M 6.9 Earthquake, 77km WNW of Ferndale, California
COMMENT: Late night earthquake off the Northern California coast on Sunday at 10:18pm (system) or 9:18pm (local) Pacific time. Opportunity here to educate and point out a few things about earthquakes in and around California, and especially in Northern California with the threat of tsunamis under certain conditions.
Everyone knows California is prone to and is expecting “the big one” to occur at whatever point in the future. Some people actually know the major faultline running through California is the San Andreas Fault Line, stretching from Southern California border region, through the Salton Sea, through Los Angeles County north to San Francisco Bay Area’s peninsula, then right along the coastline north to the Eureka area, and then turns west into the Pacific Ocean. There is another faultline (see graphic) that intersects the San Andreas Fault Line in the Pacific Ocean. This is the area of concern, because this intersection in the Pacific Ocean is where three continental plates converge — North American plate (east), Pacific plate (west), and the smaller Juan de Fuca plate (north) covering Oregon and Washington coasts.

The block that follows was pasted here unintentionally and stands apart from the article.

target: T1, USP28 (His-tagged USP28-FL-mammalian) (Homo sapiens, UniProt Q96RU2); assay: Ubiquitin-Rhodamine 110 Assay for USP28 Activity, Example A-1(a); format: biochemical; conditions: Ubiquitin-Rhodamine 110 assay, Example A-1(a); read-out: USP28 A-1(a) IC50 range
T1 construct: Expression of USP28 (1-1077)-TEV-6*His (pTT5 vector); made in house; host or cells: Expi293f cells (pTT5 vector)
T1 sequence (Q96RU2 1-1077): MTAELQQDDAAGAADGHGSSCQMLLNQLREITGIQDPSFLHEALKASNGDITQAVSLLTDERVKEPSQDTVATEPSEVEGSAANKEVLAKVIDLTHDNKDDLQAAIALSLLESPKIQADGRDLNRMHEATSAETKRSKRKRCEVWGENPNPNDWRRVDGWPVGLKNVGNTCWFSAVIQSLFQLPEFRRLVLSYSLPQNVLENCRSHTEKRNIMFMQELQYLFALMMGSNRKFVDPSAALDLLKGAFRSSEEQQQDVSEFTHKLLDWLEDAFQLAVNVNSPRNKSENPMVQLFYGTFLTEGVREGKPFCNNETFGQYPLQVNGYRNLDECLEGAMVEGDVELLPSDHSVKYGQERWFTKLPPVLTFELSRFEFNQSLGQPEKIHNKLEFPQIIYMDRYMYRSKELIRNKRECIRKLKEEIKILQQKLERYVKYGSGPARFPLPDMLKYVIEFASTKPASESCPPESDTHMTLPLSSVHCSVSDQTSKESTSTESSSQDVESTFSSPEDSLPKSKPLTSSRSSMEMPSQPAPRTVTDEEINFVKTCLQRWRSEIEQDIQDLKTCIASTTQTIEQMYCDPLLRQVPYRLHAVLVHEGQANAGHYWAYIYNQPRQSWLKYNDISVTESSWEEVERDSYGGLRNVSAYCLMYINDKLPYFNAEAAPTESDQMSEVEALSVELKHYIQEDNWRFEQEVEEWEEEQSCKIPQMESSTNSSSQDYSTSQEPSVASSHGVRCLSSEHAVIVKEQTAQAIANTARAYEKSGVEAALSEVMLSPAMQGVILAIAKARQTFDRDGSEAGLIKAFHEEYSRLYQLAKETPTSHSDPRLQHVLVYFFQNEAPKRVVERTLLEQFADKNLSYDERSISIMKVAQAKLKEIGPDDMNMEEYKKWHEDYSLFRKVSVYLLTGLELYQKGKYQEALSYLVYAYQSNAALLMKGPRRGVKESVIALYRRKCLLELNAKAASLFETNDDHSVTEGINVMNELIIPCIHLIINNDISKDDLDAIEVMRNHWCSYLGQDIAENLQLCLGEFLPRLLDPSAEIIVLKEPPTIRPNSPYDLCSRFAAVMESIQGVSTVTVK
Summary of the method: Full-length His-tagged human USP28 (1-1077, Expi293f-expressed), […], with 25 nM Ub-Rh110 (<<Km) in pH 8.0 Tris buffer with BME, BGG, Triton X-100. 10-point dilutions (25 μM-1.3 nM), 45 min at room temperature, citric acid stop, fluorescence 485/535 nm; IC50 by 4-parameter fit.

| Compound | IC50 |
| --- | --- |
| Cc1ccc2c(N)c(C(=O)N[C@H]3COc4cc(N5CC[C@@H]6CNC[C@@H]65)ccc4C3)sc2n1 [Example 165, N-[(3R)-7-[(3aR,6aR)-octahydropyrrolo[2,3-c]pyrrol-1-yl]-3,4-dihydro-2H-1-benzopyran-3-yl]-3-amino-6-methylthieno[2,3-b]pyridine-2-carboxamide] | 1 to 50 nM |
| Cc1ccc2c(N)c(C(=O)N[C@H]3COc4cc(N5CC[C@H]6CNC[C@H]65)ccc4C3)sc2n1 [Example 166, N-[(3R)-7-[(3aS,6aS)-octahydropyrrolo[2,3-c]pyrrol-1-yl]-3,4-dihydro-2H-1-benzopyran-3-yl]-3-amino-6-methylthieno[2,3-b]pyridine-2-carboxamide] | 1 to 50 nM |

The blue large circle (see graphic) is the M6.9 earthquake located 40.829°N 125.134°W or west of the red line separating the Juan de Fuca plate from the Pacific plate. Not far from the intersection of the three continental plates. Although the USGS or United States Geological Service reported no tsunami from this earthquake event, the threat of tsunamis is always on the minds of residents in this part of California. For example, the last tsunami that hit this region — the 2010 Eureka earthquake — occurred on January 9, 2010, when a M6.5 earthquake struck not far from the current M6.9 earthquake location, the ensuing tsunami resulted in structural damages, PG&E power loss and no telephone service.
One point of concern when situations like this occur is the isolation of this region in California. Because Humboldt County is less populated and in the extreme north of the State, this region rarely gets the kind of media attention as the more populated San Francisco and Los Angeles regions receive on a daily basis. No doubt this is part of the reason several attempts at secession from California by Northern California counties have occurred, including the most recent one in 2014 for splitting California into six states. Nevertheless, it behooves us here in California to pay attention and not forget that natural events can have a major impact.